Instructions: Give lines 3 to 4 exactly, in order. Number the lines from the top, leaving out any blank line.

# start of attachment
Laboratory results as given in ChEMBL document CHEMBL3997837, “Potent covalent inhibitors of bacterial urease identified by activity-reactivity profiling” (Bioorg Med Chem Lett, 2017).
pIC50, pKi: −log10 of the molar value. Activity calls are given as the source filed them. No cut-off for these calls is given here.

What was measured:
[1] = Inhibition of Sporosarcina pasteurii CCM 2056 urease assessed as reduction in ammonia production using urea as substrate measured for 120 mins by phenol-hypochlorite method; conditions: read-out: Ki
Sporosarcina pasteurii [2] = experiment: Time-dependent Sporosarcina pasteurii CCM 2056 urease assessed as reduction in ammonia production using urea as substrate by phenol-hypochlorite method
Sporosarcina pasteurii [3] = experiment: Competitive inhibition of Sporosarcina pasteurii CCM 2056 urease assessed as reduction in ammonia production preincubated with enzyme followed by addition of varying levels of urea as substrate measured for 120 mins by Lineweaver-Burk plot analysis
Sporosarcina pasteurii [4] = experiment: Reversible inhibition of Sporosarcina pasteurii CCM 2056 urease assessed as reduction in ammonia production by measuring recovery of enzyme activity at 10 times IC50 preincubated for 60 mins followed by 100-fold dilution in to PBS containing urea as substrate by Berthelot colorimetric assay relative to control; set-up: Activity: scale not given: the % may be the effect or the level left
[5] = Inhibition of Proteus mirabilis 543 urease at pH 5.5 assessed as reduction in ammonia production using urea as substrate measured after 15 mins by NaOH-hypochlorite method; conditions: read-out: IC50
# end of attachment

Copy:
What was measured:
[1] = Inhibition of Sporosarcina pasteurii CCM 2056 urease assessed as reduction in ammonia production using urea as substrate measured for 120 mins by phenol-hypochlorite method; conditions: read-out: Ki